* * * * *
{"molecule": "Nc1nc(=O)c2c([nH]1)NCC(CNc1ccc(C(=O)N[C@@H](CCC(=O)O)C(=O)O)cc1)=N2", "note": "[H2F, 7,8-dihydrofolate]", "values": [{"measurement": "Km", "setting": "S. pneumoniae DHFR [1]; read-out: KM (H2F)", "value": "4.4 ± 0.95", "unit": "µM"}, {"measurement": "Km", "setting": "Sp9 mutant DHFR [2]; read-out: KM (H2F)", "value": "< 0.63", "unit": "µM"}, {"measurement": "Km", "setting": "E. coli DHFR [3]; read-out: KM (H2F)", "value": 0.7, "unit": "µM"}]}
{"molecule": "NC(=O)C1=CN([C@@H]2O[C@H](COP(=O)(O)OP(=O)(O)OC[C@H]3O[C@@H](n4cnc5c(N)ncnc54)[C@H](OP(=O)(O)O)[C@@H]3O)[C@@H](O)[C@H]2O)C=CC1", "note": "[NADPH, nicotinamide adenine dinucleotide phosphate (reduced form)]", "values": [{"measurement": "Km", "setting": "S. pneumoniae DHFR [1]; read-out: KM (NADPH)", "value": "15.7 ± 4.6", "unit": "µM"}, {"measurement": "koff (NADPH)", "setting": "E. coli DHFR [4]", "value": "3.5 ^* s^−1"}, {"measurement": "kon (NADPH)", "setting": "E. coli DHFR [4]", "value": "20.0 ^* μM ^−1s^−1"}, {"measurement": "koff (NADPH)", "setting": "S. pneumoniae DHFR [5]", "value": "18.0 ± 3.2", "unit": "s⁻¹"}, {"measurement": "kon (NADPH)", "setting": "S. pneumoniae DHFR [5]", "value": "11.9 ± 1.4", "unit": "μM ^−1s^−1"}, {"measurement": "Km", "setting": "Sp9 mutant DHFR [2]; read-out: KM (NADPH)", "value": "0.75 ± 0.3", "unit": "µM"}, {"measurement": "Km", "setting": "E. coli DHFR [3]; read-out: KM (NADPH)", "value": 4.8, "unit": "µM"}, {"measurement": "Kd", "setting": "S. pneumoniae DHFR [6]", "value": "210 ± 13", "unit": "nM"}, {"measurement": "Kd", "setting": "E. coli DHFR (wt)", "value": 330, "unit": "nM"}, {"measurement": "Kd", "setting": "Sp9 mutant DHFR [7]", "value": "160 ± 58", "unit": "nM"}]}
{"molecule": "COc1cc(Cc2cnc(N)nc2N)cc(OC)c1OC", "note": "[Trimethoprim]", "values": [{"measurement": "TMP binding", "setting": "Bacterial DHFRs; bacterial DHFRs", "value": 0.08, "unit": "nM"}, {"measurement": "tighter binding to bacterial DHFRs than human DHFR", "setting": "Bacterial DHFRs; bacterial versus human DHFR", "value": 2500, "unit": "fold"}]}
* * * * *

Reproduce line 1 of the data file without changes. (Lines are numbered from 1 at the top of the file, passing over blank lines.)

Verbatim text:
{"molecule": "Nc1nc(=O)c2c([nH]1)NCC(CNc1ccc(C(=O)N[C@@H](CCC(=O)O)C(=O)O)cc1)=N2", "note": "[H2F, 7,8-dihydrofolate]", "values": [{"measurement": "Km", "setting": "S. pneumoniae DHFR [1]; read-out: KM (H2F)", "value": "4.4 ± 0.95", "unit": "µM"}, {"measurement": "Km", "setting": "Sp9 mutant DHFR [2]; read-out: KM (H2F)", "value": "< 0.63", "unit": "µM"}, {"measurement": "Km", "setting": "E. coli DHFR [3]; read-out: KM (H2F)", "value": 0.7, "unit": "µM"}]}